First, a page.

Most of them even believe that.

It’s just that lots of the folk in (we don’t like to say ‘down’ about where we are, we say ‘in’) here had a harder time adjusting to the big change than others, starting all the way back when we had to go underground. The people locked away in the rooms are the ones that didn’t quite mentally survive the Cataclysm that sent us in here. Some of them have gibbered away over time until there was nothing left of their minds inside them, only leaving a quacking, remnant voice.

Lots of us are fine though. Like me, for example. I’m just as fine and normal as you could hope for.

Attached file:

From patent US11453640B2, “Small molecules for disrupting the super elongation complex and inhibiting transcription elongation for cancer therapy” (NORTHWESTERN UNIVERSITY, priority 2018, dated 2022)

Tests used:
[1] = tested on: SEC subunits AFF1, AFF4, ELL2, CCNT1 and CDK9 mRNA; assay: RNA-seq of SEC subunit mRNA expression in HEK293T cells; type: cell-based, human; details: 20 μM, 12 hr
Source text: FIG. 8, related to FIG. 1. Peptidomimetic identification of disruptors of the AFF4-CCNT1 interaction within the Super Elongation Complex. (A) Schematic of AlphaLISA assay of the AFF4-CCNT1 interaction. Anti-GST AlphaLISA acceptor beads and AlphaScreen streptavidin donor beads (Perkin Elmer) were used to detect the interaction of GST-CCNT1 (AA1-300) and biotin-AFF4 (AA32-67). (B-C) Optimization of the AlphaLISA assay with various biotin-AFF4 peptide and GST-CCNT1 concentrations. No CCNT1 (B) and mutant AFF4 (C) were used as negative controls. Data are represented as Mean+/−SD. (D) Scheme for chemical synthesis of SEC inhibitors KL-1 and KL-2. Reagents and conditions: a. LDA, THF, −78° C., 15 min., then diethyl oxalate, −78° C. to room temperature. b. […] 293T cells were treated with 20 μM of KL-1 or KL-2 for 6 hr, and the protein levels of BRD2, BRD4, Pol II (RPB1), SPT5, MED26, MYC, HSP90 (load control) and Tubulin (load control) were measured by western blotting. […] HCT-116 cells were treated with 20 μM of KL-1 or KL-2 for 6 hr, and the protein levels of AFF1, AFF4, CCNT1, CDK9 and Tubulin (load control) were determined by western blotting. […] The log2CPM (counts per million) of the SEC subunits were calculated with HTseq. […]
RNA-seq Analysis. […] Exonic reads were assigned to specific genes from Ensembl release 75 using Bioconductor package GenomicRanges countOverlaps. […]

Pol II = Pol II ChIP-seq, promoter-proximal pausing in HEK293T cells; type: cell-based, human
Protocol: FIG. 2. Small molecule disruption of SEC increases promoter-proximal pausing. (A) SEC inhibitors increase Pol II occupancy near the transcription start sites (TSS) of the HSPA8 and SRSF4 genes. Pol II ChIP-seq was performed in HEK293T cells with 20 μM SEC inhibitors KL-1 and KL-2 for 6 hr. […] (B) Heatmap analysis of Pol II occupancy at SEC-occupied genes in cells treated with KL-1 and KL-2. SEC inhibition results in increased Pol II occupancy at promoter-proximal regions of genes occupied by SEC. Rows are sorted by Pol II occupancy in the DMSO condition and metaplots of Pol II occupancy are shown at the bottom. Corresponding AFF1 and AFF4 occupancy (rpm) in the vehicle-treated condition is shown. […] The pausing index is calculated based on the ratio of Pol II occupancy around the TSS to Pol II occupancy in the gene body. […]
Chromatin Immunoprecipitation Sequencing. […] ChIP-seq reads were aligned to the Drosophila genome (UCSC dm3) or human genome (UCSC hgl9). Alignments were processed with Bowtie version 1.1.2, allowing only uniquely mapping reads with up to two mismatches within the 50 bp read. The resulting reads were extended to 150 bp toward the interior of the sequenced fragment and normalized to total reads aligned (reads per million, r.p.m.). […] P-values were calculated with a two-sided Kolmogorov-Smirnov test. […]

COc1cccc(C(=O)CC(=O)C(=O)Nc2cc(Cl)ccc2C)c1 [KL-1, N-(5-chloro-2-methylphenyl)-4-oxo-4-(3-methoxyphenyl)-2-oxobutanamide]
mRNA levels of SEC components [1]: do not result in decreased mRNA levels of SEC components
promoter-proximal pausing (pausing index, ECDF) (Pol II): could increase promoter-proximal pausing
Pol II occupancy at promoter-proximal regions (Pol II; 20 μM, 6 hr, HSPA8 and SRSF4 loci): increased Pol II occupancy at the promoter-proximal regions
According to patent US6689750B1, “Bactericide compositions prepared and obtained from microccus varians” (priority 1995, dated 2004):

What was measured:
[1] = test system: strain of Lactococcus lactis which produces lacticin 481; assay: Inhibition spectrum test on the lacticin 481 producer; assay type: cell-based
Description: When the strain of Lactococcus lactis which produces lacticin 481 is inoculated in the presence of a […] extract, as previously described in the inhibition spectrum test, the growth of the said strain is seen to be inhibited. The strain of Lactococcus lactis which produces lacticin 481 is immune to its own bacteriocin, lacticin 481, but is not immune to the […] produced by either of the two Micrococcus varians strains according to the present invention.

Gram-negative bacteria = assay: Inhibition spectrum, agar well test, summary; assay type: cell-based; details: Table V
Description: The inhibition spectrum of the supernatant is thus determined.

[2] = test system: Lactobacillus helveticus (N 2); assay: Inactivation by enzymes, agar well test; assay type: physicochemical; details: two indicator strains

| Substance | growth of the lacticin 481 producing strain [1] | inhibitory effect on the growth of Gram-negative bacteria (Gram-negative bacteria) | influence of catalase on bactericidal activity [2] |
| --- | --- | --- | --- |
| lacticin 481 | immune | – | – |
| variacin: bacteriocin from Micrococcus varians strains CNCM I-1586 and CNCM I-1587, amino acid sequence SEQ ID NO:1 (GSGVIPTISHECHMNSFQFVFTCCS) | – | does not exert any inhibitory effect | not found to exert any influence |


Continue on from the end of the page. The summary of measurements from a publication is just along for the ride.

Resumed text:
Another thing: it wasn’t always so dark down here. I know a lot of people act like it was always dark, but they either don’t remember or are deliberately trying to forget. Take it from me, me foine buckos–-this used to be a place of relative brightness. Don’t ask what happened. Nobody can remember.

Could have been something as mundane as not keeping up repairs to the light mechanisms, or something as profound as a noxious spume of agglomerated spiritual malaise oozing from the very pores of the universe to blacken out all. I’ve been around enough to realize that there are both mundane and profound explanations for everything, and both are usually true.

People don’t like talking about it–because they don’t like to admit that things were ever any different–but they had a hard time adjusting when the lights went out. Everybody, that is, except me.